He said as of Tuesday, July 14 the following three roads have yet to be open:

• County Road 44 lacks the final layers of paving. Progress was halted due to the paving machine going out.

• County Road 33 below Hammonds Crossroads, the road department crew began work at this location on Monday. Luther said it’s going to be a difficult location because it’s very deep. He said it’s going to take a while to get this one repaired.

• County Road 641 East of Mentone, the road department has not made it to this location yet.

Luther also announced per ALDOT.com, DeKalb County has received a Federal Declaration for the flood-damaged event and would be receiving federal assistance for the work done.

He said it would be a significant help and without it, the county would be in some dire consequences.

“In regards to our paving, as far as I know, only two roads are remaining in District I that have not been paved as part of our County Transportation Plan with the new Rebuild Alabama funding,” said Luther.

The commission also:

• approved the Speed Limit Resolutions for County Road 1004, a paved road between County Road 462 and County Road 52 posted at 25 mph, County Road 781, between state road 75 and County Road 776, a paved road posted at 25 mph, County Road 776, between County Road 141 and State Road 75, a paved road posted at 40 mph and County Road 667, between County Road 134 and State Road 117, a paved road posted at 25 mph.

• approved to extend the existing Liquid Calcium Chloride Annual Bid to Southeastern Road Treatment from August 1 to July 31, 2021.

• approval to forward the following damaged claims to CRS, the county insurance carrier: (1) Tim Poe on County Road 788 had a busted tire from a pothole. (2) Andrea Wright, on County Road 51, had a busted windshield from a brushcutter. (3) Judy Michael Haney on County Road 89 above DeSoto State Park had a cut tire due to the pavement’s edge.

• accepted the retirement of Lt. Alfred Rigstad effective July 1, 2020.

• approved the following Sheriff’s Office personnel: hire Alfred Rigstad as a part-time deputy as needed, transfer Carl White from transport deputy to patrol deputy to replace Alfred Rigstad, hire Tim Devlin as a transport deputy to replace Carl White retroactive to June 29, 2020, hire John Moses as a courthouse security deputy as needed.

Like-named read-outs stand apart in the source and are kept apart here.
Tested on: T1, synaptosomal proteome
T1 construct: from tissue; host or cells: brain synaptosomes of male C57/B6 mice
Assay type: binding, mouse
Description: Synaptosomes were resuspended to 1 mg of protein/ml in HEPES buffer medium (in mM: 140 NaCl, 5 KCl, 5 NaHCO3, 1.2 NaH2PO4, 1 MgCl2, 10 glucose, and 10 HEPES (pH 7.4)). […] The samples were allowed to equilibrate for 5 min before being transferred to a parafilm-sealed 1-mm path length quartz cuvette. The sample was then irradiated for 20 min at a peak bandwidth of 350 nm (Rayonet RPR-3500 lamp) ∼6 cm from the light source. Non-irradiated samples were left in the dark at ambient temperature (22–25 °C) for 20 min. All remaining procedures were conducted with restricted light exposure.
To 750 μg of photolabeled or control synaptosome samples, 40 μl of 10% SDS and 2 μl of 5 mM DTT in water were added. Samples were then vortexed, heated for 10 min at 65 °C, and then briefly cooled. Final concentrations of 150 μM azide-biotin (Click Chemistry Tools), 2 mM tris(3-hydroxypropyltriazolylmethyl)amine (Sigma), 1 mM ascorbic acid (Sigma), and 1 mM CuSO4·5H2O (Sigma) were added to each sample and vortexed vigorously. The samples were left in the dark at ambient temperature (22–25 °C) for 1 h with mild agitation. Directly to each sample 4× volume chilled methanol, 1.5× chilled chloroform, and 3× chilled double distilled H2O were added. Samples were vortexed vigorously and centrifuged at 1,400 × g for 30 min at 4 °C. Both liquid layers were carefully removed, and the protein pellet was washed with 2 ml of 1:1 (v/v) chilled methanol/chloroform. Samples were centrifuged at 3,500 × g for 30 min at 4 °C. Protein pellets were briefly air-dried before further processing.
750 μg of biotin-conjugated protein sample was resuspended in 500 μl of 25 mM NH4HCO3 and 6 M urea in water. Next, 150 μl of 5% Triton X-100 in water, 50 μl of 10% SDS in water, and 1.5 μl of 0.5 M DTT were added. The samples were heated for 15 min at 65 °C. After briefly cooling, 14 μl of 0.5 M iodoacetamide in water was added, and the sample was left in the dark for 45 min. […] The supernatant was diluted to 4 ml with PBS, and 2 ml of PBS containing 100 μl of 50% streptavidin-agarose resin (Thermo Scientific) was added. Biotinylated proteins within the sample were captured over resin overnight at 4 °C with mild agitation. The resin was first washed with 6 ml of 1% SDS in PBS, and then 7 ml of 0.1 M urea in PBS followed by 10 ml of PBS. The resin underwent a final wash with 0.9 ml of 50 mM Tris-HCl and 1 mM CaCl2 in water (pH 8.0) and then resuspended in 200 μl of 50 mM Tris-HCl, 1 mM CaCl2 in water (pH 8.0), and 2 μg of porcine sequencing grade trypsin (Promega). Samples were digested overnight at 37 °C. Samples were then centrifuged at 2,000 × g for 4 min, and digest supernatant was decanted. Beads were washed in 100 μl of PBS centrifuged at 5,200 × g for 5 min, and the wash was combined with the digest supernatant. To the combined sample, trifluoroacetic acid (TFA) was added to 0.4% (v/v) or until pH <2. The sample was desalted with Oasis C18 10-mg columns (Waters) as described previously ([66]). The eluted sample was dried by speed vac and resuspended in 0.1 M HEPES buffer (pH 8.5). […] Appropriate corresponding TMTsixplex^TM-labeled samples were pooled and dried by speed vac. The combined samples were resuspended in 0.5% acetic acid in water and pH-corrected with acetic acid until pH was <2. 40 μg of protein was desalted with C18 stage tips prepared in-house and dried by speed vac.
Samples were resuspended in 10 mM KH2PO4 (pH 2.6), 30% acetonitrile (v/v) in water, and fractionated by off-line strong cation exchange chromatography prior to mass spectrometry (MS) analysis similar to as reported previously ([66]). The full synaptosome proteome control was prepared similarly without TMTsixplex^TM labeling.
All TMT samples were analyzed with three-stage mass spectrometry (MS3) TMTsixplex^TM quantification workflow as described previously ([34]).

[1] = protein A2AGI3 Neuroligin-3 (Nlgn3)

• approved to send Josh Hairston, Westley Fortner and David Davis to investigator training in Andalusia, Alabama.

• Chief Deputy Brad Gregg announced the DeKalb County Sheriff’s Department was awarded the COPS Grant for the first time since the early 2000s.

– Editor’s note: An in-depth story is being developed by staff writer Cinthia Rico and will appear in an upcoming edition of The Times-Journal.

• approved for Commission President Ricky Harcrow to sign off on the Revenue Commission Office’s annual insolvent, errors and taxes in litigation.

• approved the Mapping Agreement between the Alabama Department of Transportation, State Department of Transportation and the county appraisal office in maps and services.

• approved the DeKalb County Animal Adoption Center Veterinary Technician Leslie Johnson’s attendance to the annual Southern Veterinary Conference in August.

• approved the 2020 Back-to-School Sales Tax Holiday that’s set for July 17-19.

• approved to award the surplus vehicle bid of five fleet vehicles to J&M Wood Auction Company.

• approved to reappoint Kathy Clifton and Toby McCormick to the Department of Human Resources Board.

• approved to reappoint Ricky Harcrow to the Legislative Committee.

• approved the Retirement System of Alabama Tier 2 Resolution.

During Tuesday’s meeting, DeKalb County Commission President Ricky Harcrow, District II Commission member Scot Westbrook, District IV Commission member Lester Black, County Administrator Matt Sharp, and County Attorney Jeff McCurdy.

The next commission meeting is set for July 28, 2020.